So very simply put, I am here today and able to write for you because of heroes from the small nation of Holland.  I’m aware of the problems facing the Jewish community of Holland today and knowing the rich history of Judaism in the country and my own personal connection it is even more heartbreaking for me than what is happening in other parts of Europe.  None of that negates the fact that Holland’s Heroes are the reason I am here today, and for that I will always be grateful and proudly call my blog Holland’s Heroes.



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Back when I was a Moderate…2 weeks ago

111Two weeks ago I would have been considered a moderate regarding the situation with Israel and the Palestinians.   I even held hope that the Palestinian Authority would do the right thing in response to what then was the kidnapping of the 3 Israeli teens.  However, like anyone else in life I have a breaking point. Mine was the moment it was clear that these 3 boys had not only been kidnapped, but murdered as well.  Having reached that breaking point I have come to following conclusions. Any person who does not believe Israel is in its rights to use any manner of force necessary, be it in Gaza, Judea or Samaria (aka ‘The West Bank’) falls into one of the following categories:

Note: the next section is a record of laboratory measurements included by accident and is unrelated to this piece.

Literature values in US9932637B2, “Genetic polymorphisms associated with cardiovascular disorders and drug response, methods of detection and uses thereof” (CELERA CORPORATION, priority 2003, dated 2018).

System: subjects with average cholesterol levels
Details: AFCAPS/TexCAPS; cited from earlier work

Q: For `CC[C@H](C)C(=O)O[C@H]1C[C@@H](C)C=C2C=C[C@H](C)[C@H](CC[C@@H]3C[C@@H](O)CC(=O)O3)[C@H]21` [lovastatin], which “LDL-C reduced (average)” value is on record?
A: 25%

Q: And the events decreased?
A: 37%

Non Jew: Ignorant; Gullible; Anti-Semitic

Jew: Ignorant; Naïve; Flat-out stupid; Self-hating

As a Jew, two weeks ago I fell into the naïve category.  That is a category with many different levels.  My naiveté was rooted in the belief and hope that a peaceful solution was possible.  I was a moderate.  The 3 murdered Israeli teens are 3 among thousands killed by terrorists, but somehow it was their murder that destroyed my moderate status as well.  Yes I questioned my moderation even then, but I was always open to the idea that there were enough people in power on their side who wanted peace more than they wanted the destruction of Israel to create an atmosphere of coexistence.   Sadly that is not the case.  As Golda Meir once said so eloquently, “Peace will come when the Arabs love their children more than they hate us.”  It is with genuine pain that I say that day is further away from us than ever before.